“Never see cops walking streets like they used to” - Readers' share their suggestions to make Sheffield streets safer

The sentencing of Sarah Everard's killer, as well as the recent murder of teacher Sabina Nessa, has reignited the debate about safety on our streets, particularly for women. Recent events in Sheffield have also caused understandable concern... What should/could be done? We asked our readers’ for their thoughts and suggestions.

Tuesday, 5th October 2021, 4:54 pm

And here are is selection of our readers’ comments:

Clara Mil responded with one of the most popular comments on the matter, when she said that we need to, “Tackle the misogyny and corrupt practices in the police force.”

“Better street lighting in some areas it’s very gloomy” says Barbara Grant

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South Yorkshire Police Operation Steel in Sheffield City Centre. Picture: Chris Etchells

Abigail Ruth replied, saying that “A better and tougher criminal justice system with tougher sentencing, especially for violent crimes.”

And Susan Ellis narrowed it down to three key points, “More police officers, and new judges, and stronger sentences.”

The charity Mums United added its thoughts to the discussion, saying, “Increase cctv or increase the number of police officers walking the streets.

Invest in the city -light up the darkest of areas. Educate our children about the impact of misogyny-educate the police force on the impact of misogyny and enlighten them about the misogyny and institutional racism within the police force the police must take ownership of this and make steadfast changes. Accept there are systematic failures within our society too.

Ultimately this is about education and changing mindset. Educate and act instead of having constant debates.”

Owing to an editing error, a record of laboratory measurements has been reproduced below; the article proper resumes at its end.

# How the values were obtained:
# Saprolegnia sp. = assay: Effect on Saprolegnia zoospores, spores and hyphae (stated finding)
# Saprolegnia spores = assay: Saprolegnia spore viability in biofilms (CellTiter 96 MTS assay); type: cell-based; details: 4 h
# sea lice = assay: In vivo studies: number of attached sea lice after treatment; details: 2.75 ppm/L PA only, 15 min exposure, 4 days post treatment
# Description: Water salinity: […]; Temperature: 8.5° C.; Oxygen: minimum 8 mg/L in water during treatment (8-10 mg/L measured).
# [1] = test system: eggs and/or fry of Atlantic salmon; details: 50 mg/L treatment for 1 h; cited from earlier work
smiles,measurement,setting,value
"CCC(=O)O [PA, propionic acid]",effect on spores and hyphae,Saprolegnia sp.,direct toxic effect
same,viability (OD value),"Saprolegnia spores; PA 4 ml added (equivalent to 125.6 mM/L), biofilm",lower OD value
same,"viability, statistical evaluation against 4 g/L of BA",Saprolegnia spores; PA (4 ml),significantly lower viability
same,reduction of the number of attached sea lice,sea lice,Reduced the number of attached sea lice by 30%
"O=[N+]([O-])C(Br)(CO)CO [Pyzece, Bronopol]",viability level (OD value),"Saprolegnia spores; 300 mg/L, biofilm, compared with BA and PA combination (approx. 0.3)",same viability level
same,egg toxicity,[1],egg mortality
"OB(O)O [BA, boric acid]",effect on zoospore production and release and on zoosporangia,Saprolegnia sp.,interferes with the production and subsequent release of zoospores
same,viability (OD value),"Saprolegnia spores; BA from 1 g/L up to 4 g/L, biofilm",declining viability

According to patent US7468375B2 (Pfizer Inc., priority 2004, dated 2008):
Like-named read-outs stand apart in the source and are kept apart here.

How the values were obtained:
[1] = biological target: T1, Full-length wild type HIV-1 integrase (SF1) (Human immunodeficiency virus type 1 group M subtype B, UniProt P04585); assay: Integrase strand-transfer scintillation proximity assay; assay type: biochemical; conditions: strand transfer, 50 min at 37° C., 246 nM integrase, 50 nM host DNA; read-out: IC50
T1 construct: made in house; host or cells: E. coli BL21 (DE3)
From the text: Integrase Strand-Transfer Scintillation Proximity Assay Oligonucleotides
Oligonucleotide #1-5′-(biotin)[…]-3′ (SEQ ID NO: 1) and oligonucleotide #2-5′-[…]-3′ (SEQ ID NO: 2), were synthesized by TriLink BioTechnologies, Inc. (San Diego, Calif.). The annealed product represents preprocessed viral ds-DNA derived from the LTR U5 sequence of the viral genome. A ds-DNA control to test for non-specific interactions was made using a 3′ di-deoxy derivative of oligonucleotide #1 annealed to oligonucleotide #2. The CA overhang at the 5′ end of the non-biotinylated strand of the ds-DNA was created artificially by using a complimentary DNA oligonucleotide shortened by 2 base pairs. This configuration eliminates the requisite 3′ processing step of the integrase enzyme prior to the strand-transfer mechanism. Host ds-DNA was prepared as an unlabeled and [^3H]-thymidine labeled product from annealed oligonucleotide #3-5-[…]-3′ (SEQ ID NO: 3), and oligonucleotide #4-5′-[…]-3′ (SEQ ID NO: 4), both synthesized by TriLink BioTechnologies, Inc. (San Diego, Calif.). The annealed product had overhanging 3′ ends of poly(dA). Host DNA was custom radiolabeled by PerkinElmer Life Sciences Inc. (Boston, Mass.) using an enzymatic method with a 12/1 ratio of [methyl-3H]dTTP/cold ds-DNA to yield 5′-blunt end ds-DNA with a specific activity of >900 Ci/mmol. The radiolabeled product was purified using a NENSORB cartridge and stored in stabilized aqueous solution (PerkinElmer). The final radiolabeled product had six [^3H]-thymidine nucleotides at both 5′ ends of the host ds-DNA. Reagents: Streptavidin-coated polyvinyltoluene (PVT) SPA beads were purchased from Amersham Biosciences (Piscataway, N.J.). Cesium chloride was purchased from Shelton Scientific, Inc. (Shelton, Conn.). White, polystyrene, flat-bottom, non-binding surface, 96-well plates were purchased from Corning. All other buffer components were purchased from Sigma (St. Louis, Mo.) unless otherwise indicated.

Barbara Bradbury responded saying that you “Never see cops walking streets like they used to”. This was a comment that was shared by a number of a our readers with no less than five other readers requesting the same, along with powers to use force - where necessary.

Some people would like stricter judgements, such Sharon Smith who would like to see the reintroduction of “Capital punishment.”

Gregor Woods believes that there needs to be “a regular police presence in the city centre. A decision not to tolerate anti-social behaviour. A clear and implemented plan to address the epidemic of street drunkenness and drug abuse, evident day and night. A determination to make the city centre somewhere we can take pride in, walk safely through and enjoy.”

Charlotte Helena Rowlett would be happier “If men could stop killing and raping women that would make me feel a lot safer, thanks.”

And, Sally Goodrum would like there to be an investment in “Decent CCTV - no excuse for the poor quality footage these days.”

Meanwhile Becky Jane, says that “Unfortunately they won’t be safe under a government which has a ‘them and us’ attitude and doesn’t recognise or fund social inequalities.”

Lavinia Elaine Pass would like to see, “Police patrolling streets, although when I was in town the other day there was! I saw a few in couples, needs to be the norm in all parts and consistent!”

We end with another very well received comment from David Scothern, who wrote, “There is the ideal world, and then the world we live in. An ideal world would be safe for women to walk the streets at any time without fear. In the real world we have evil, unbalanced, people. No matter how much surveillance, police and security there is, the sad reality is people will always be attacked, and people will always be killed. The one major “male privilege” I have is that I don’t generally have to worry about myself when I’m out and about. I’m a big guy and I pretty much always look angry, and I see some women look a little nervous if we cross each other on the street. I don’t know what to do, smile? Ignore them? This story is just tragic though. The terror she must have felt”

There were some interesting and controversial suggestions, from curfews which were suggested on a few occasions to capital punishment which is a tad excessive. But people were not focused on blaming police, more focusing on changes that need to be made to society, as well as some much needed adjustments to policing as a whole. It’s a discussion that has been touched upon many times but never fully acted upon or successfully implemented. Here’s hoping that a positive change can happen, sooner rather than later.

Once again, thank you all for your thoughts and suggestions. Sadly we couldn’t feature them all.